Six years ago, Supreme Court Justice William J. Brennan Jr. appeared to his friends to be a tired 73-year-old -- despondent, frail, and thinking about retiring.
Today, quitting is the last thing on his mind. Brennan is his ebullient former self -- working the crowd at a reception, dancing the night away at a party, traveling to Europe and around the country. His face shows new color; his frame, his handshake and his voice, new robustness.
Now, his friends talk not so much about his retirement, but the "renaissance" of Justice Brennan.
The rejuvenation of Brennan could not have come at a more opportune time as far as liberals are concerned. The court is under persistent attack by President Reagan and Attorney General Edwin Meese III.
The attacks are receiving increased attention because Brennan, and more recently, Justice John Paul Stevens, appear to be fighting back in speeches of their own. Such exchanges -- direct or indirect -- between an administration and Supreme Court justices are rare, particularly for Brennan, a low-profile, behind-the-scenes court consensus builder all his life. The central topic of the debate -- how strictly courts must adhere to the specific intentions of the 18th-century framers of the Constitution -- is as old as the court itself and fundamental to the role it plays in the American scheme of government.
More importantly, Brennan's allies off the court and out of government are counting on him to continue leading the resistance within the high court itself to erosion of the landmark civil rights and civil liberties precedents of the Earl Warren era, precedents which conservatives regard as prime examples of "judicial activism."
For five years, observers have been predicting that four or more vacancies would open on the court, giving Reagan the opportunity to reshape it well into the 21st century. So far there has been one vacancy -- Justice Sandra Day O'Connor replaced Potter Stewart, who retired.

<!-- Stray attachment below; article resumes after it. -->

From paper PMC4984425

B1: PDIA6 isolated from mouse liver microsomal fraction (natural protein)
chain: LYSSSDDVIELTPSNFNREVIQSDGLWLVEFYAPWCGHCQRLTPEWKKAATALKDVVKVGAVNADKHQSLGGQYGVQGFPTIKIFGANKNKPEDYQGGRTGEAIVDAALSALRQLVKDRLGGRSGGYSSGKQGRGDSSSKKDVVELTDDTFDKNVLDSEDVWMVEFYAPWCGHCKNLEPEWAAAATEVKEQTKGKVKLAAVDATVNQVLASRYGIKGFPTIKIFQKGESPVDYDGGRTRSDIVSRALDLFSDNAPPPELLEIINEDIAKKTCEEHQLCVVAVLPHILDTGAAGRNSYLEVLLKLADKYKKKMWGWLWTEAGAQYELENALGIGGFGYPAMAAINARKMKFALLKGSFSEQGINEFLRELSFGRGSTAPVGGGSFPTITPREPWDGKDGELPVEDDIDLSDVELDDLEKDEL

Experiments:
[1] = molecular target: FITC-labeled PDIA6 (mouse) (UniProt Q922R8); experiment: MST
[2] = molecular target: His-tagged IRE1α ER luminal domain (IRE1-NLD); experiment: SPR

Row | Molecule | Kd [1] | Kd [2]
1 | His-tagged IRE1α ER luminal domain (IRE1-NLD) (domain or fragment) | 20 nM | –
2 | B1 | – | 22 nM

Brennan's vigor suggests that he, like his 76-year-old ally, Justice Thurgood Marshall, will leave only when he has no choice.
Few still living have played as important a role as Brennan in creating and maintaining the Warren court legacy. He is viewed with grudging admiration even by those who disagree most strongly with his record.
"No individual in this country, on or off the court, has had a more profound and sustained impact upon public policy in the United States for the past 27 years," the conservative National Review has said.
Brennan's closest friends say his "dark period" came while Marjorie, his wife of more than 50 years, was gravely ill with cancer. Brennan, thoroughly devoted to her, went home every day at 4:30 p.m. to be with her during the lengthy illness. In addition, Brennan himself underwent treatment in 1978 for a cancerous tumor in his throat, and he suffered a mild stroke in 1979.
Brennan, noted for his geniality, for putting his arm around the shoulders of friends and casual acquaintances, stopped going out socially for several years before his wife died in 1982.